I’ve long been one of the few with the courage to talk about the greatest political scandal, and also the greatest act of collective prejudice, of our time: Our refusal to elect a president with facial hair. In fact, this year we marked an ignominious anniversary. It has now officially been one hundred years since a follically enhanced man has graced the White House. Howard Taft — the gentleman with a name that immediately indicates a bushy mustache — was our last fuzzy faced president. What happened? Why did we decide that guys in positions of leadership should not betray any visible signs of active testosterone?
At some point, we made the decision that we don’t want the prominent men of our society to look like Vikings, lumberjacks, Old Testament prophets, Greek philosophers, Civil War generals or Jesus. Instead, it was determined, we must produce dudes with the facial characteristics of Girl Scouts. This has proven to be a disastrous strategy. Especially considering the studies I’ve read this week that PROVE through SCIENCE and INFORMATION and STUDIES that hairy-faced fellows are more handsome, more healthy, more youthful and vibrant, more charitable and more likely to cut down a tree, raid a village, or write philosophical works, than their beardless counterparts.
Yet, in spite of this, we still require our politicians to have faces like school girls, and many employers openly discriminate against beards, mustaches, five o’clock shadows, mutton chops, goatees, etc. We are a persecuted class. Our manliness intimidates the weak and the vulnerable. But just wait until these hypocrites need a Red Sea to be parted, or someone to lead a cavalry in a bayonet charge, and they’ll be begging the first bearded dude they can find. There’s something else many people don’t understand: We couldn’t be clean shaven even if we wanted to be. It’s physically impossible. Our manliness levels are too high. I haven’t had a face as smooth as Mitt Romney’s since my mom forced me to shave before my first grade chorus recital.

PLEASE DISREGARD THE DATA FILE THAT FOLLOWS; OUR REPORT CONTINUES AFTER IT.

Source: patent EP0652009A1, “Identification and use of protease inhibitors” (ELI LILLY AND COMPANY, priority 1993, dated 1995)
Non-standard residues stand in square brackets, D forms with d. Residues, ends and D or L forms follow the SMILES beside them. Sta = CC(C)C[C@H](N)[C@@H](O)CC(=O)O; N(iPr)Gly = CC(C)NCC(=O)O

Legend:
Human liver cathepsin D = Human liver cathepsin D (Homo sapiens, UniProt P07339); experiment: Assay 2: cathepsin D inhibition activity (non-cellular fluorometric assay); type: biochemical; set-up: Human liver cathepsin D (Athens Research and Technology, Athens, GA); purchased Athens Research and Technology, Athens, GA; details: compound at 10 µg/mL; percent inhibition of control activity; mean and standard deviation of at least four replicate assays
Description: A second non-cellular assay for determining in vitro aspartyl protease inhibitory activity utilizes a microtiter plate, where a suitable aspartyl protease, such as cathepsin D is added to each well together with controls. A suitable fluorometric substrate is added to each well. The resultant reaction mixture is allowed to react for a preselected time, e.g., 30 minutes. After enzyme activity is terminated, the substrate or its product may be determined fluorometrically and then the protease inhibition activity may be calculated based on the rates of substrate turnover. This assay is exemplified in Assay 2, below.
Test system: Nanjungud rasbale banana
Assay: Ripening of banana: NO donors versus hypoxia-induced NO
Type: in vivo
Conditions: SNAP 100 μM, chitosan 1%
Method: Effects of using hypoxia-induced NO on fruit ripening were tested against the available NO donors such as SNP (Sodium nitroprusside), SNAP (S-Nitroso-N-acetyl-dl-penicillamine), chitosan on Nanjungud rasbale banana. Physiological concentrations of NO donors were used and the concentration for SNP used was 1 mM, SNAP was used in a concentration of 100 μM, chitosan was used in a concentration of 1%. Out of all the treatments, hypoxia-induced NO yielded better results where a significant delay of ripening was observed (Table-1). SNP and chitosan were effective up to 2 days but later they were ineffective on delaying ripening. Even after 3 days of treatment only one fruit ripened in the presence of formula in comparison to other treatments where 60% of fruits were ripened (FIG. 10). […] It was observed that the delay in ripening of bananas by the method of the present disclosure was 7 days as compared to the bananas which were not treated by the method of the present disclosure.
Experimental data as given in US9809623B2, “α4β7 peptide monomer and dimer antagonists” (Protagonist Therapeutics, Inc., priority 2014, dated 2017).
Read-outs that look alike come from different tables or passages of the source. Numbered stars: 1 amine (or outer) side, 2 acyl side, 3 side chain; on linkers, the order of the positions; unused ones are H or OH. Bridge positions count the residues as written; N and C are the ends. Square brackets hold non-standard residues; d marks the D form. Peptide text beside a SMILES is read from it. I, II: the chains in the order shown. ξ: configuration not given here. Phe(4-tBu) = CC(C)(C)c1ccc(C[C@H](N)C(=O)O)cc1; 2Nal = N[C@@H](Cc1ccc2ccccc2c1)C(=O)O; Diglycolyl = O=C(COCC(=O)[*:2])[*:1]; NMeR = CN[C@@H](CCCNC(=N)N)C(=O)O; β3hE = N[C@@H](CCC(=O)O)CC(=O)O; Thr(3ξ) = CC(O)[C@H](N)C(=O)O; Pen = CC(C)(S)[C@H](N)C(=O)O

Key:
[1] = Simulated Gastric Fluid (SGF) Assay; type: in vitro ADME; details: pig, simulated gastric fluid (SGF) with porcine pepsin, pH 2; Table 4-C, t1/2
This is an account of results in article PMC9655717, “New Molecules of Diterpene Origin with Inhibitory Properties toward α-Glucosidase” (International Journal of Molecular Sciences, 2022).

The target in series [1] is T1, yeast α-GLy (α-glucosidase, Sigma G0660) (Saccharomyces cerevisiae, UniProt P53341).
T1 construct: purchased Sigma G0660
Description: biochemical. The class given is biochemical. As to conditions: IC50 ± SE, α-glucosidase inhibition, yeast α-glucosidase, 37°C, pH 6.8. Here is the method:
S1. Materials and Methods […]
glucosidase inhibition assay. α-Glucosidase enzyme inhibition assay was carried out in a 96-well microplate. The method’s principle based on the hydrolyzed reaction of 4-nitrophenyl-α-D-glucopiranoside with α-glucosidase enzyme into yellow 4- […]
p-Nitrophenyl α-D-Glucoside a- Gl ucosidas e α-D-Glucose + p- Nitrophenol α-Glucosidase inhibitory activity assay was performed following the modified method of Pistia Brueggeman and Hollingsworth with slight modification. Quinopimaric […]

I think the world needs more men of distinction to put down the razor and embrace their masculinity. Whatever the problems in this world, I’m certain they aren’t caused by TOO MUCH manliness. In fact, I’m pretty sure the roots of our troubles can be traced, at least in part, to our insistence that all men must have the face of a figure skater.